Logos have an informative and guiding role for consumers. On the marketplace we use them as millstones, just as we use obelisks and lighthouses in other settings. Despite the huge number of brands and the massive quantity of items present on our markets, we all the same manage to make it easily to what we want to buy thanks to the logos.
Logos thus help us to cope with our oversupplied markets; they are means by which we choose, exclude and spot our products. They inform us on quality and save us time and the embarrassment of choice. Logos are a facility that makes it possible for us to shop decently.
Moreover, a logo is a means for us to strengthen our identities and communicate about who we are in society. We use brand logos for self-identification; that is, to reinforce and express our sense of who we are personally, socially, politically and culturally.
Logos have the power of spells on consumers. Just think about how much the presence of a Sony logo, Samsung logo or Apple logo on our telephone or computer devices matters for us in all sorts of ways. For many of us, having a prestigious logo on our possessions provides a strong and inevitable feeling of satisfaction and pride.
Business is not just about money - far from it. Accordingly business logos have much more significance than being sheer lucrative objects. Great logos are artworks, and they give the business which they represent proximity with the higher world of the arts.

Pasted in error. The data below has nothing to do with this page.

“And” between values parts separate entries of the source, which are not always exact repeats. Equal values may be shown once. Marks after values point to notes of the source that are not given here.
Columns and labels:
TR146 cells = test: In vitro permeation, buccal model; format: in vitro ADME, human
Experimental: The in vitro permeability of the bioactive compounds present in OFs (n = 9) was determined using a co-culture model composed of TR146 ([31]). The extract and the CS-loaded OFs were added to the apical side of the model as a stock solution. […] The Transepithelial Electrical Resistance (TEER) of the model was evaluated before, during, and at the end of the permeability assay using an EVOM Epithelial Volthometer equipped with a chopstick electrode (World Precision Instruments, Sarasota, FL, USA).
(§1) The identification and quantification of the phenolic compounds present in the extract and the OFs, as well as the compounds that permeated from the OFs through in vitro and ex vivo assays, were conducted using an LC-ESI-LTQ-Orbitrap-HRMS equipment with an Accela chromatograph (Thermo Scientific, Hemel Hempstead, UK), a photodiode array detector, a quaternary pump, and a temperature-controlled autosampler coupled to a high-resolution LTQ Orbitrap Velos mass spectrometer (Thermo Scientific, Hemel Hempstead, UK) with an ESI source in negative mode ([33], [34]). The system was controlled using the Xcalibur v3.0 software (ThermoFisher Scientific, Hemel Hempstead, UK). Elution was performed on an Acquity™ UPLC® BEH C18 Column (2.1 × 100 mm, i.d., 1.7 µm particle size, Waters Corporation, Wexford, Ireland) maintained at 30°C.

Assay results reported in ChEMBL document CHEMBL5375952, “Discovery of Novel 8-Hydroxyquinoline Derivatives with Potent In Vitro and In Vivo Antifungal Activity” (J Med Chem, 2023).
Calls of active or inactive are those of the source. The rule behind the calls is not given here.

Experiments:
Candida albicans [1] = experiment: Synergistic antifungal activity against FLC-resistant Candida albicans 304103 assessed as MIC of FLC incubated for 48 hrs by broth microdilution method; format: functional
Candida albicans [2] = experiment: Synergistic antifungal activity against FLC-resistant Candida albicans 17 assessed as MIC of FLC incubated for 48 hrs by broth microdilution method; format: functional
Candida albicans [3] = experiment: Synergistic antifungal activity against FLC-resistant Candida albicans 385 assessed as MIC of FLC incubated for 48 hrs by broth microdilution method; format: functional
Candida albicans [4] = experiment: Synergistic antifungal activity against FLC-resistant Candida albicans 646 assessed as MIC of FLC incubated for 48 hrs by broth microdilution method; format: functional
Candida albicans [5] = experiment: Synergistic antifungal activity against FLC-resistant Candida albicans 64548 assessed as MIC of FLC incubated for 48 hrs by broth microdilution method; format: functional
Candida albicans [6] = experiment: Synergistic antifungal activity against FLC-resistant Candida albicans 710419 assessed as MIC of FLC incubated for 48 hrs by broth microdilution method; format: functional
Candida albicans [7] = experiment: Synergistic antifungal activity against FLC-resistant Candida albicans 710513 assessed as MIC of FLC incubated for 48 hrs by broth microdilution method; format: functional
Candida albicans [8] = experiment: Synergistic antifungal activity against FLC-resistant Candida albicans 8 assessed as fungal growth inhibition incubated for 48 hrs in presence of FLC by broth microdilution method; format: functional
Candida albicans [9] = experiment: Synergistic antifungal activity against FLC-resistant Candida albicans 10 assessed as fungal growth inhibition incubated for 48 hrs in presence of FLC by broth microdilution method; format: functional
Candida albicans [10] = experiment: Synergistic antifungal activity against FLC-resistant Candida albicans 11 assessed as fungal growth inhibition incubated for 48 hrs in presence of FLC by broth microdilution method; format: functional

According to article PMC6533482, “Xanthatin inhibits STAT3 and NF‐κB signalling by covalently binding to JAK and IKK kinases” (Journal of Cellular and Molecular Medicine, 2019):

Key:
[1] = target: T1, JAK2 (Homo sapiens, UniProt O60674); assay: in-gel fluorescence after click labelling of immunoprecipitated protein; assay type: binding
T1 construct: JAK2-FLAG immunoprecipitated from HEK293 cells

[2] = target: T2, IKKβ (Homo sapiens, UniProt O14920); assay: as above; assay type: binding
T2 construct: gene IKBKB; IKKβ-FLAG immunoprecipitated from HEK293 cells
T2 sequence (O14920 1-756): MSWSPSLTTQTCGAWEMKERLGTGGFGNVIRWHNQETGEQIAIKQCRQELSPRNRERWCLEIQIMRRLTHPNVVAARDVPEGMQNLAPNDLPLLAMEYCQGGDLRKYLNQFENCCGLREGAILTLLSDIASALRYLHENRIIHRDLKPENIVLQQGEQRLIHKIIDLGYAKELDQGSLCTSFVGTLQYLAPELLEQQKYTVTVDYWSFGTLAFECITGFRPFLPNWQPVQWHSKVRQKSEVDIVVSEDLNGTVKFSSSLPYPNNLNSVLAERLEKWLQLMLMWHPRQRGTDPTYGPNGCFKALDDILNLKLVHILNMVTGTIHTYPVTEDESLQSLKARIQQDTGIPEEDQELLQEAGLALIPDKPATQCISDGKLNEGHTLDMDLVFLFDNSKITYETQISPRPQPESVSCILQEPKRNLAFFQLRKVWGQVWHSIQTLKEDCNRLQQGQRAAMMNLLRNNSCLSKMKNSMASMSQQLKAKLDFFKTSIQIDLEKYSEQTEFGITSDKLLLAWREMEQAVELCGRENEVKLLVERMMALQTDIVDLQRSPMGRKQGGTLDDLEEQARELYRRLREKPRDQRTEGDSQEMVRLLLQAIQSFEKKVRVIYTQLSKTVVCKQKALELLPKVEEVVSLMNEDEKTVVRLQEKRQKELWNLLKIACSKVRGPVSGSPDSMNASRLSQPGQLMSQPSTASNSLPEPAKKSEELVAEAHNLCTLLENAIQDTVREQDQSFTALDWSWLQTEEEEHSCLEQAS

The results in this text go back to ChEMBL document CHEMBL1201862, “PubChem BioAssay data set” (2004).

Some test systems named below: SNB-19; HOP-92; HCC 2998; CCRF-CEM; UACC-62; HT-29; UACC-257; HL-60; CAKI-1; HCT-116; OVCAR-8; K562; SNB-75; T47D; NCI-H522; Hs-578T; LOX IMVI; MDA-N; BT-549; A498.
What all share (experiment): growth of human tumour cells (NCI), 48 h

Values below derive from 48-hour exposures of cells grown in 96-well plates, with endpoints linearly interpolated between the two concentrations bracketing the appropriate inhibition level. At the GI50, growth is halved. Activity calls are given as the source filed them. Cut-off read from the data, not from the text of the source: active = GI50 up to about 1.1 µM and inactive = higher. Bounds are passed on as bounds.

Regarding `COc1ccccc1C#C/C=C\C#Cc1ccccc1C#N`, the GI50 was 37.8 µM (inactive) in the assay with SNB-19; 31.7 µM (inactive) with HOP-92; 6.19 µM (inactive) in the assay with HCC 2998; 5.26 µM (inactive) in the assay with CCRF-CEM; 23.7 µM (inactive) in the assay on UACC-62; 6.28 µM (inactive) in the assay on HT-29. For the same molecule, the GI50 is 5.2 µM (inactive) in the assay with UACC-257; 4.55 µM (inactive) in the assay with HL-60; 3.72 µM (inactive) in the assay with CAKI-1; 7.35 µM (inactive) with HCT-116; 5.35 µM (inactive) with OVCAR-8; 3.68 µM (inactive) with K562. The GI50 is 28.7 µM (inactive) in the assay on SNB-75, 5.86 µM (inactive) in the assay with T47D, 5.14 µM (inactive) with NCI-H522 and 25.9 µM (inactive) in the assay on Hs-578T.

Besides, some of the best brand logos have been designed by renowned artists. The iconic IBM logo is designed by eminent graphic artist Paul Rand. Likewise, the renowned logo of the Spanish brand of lollipop and other confectionery, Chupa Chups, has been created by the famous surrealist artist Salvador Dalí. In the manner of art in general, logos are beautiful, ground-breaking and thought-provoking objects.
When we think of logos as works of art, one painting in particular comes to mind - René Magritte's “Ceci n’est pas une pipe.”
Like this great work of art, the best logos make us realize “the treachery of images.” Great logos stand for the fact that images betray. That is to say they symbolize the fact that an object is often not what it appears to be at first glance.
In summary, 11 facts make corporate logos crucial: